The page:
Miss Pelican's Perch

Looking at my World from a Different Place

Branching Out with My Prismacolors


I write, I cook, I drum.   I should make a tee-shirt that says this.

I used to make art too — drawing and painting. I am not all that technically adept. My high school art teacher, way back when, called my work “painterly.” I think that was a nice way of saying that she did not expect to see any photo-realism coming from my brush or pens.

The consequence is that over the years I have not made as much art. That nagging inner critic works just as diligently with fine artists as she/he does with writers.

That being said, I have decided to branch away from my usual avenues of creative expression (writing, drumming, cooking, photographing) and work on improving my technical skills in the visual arts. I just started working with colored pencils (for the first time) since my home studio is not equipped to handle wet media.  Furthermore, I need some practice with the most basic of subjects: humans.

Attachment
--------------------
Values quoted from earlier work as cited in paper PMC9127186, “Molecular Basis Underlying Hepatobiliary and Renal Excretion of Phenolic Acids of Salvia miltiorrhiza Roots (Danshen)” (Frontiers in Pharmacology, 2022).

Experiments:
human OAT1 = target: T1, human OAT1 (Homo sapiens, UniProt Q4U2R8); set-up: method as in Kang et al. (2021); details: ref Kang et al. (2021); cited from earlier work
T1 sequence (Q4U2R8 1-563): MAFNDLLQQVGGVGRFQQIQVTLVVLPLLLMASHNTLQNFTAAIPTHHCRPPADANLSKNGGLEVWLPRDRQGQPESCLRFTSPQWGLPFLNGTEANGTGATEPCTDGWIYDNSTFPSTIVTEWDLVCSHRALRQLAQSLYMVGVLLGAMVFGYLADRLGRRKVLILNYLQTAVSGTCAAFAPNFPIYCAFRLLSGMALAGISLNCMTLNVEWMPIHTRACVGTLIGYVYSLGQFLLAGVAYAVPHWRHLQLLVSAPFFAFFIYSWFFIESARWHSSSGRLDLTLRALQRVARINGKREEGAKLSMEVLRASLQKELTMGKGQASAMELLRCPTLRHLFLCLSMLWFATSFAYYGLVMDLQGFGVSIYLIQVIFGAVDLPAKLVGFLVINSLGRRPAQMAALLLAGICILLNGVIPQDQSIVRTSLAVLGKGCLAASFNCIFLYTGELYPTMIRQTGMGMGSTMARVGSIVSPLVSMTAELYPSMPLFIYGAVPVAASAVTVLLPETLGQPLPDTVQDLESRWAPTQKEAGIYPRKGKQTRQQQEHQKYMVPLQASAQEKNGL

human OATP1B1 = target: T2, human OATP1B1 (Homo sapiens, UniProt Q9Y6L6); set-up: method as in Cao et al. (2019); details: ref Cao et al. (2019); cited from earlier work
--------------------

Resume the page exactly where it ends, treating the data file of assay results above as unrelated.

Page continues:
To that end, here is a little study I did yesterday with pencils.

“Red-Headed Woman”, 8″x 12″, Prismacolor pencils, on 50# sketch paper

ljgloyd (c) 2018

7 thoughts on “Branching Out with My Prismacolors

  1. Painterly is a use some artists use – I ‘m never quite sure what they mean but I think it means art that has an expressive, emotional quality. Also it’s something to do with the way you make marks I think – again I think it refers to expressive mark making rather than illustrative and controlled. High school art teachers can be very damaging. Mine frightened me away from art making for years too. I’m glad to see you are returning to your innate desire to create anyway.

    • Thank you. I have read that the Impressionists were “painterly”. I can dig that. 🙂

      • You’ve got me intrigued now. The teachers at art school used to say some students had a painterly style. I’ll do a quick search and see what I come up with – an online dictionary definition – (of a painting or its style) characterized by qualities of colour, stroke, and texture rather than of line.
        “Botticelli is a linear painter, whilst Rembrandt’s work would be considered painterly”. Well Rembrandt is good company anyway 🙂

  2. sorry – there’s a typo in first sentence. I meant painterly is a term some artists use.

  3. Pingback: Branches (the essence in all) | Blogged With Words

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